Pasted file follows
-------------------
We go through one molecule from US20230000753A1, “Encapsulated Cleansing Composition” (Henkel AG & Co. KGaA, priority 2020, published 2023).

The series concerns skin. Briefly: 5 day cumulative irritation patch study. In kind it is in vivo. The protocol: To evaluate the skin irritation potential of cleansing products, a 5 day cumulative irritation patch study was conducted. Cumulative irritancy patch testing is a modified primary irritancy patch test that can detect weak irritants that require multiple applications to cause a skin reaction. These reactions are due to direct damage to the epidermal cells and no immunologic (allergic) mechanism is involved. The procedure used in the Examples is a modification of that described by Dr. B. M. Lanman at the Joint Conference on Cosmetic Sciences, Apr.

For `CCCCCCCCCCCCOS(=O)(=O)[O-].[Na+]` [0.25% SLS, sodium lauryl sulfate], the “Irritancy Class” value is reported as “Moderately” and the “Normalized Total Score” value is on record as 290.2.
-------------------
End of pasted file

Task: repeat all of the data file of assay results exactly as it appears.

We go through one molecule from US20230000753A1, “Encapsulated Cleansing Composition” (Henkel AG & Co. KGaA, priority 2020, published 2023).

The series concerns skin. Briefly: 5 day cumulative irritation patch study. In kind it is in vivo. The protocol: To evaluate the skin irritation potential of cleansing products, a 5 day cumulative irritation patch study was conducted. Cumulative irritancy patch testing is a modified primary irritancy patch test that can detect weak irritants that require multiple applications to cause a skin reaction. These reactions are due to direct damage to the epidermal cells and no immunologic (allergic) mechanism is involved. The procedure used in the Examples is a modification of that described by Dr. B. M. Lanman at the Joint Conference on Cosmetic Sciences, Apr.

For `CCCCCCCCCCCCOS(=O)(=O)[O-].[Na+]` [0.25% SLS, sodium lauryl sulfate], the “Irritancy Class” value is reported as “Moderately” and the “Normalized Total Score” value is on record as 290.2.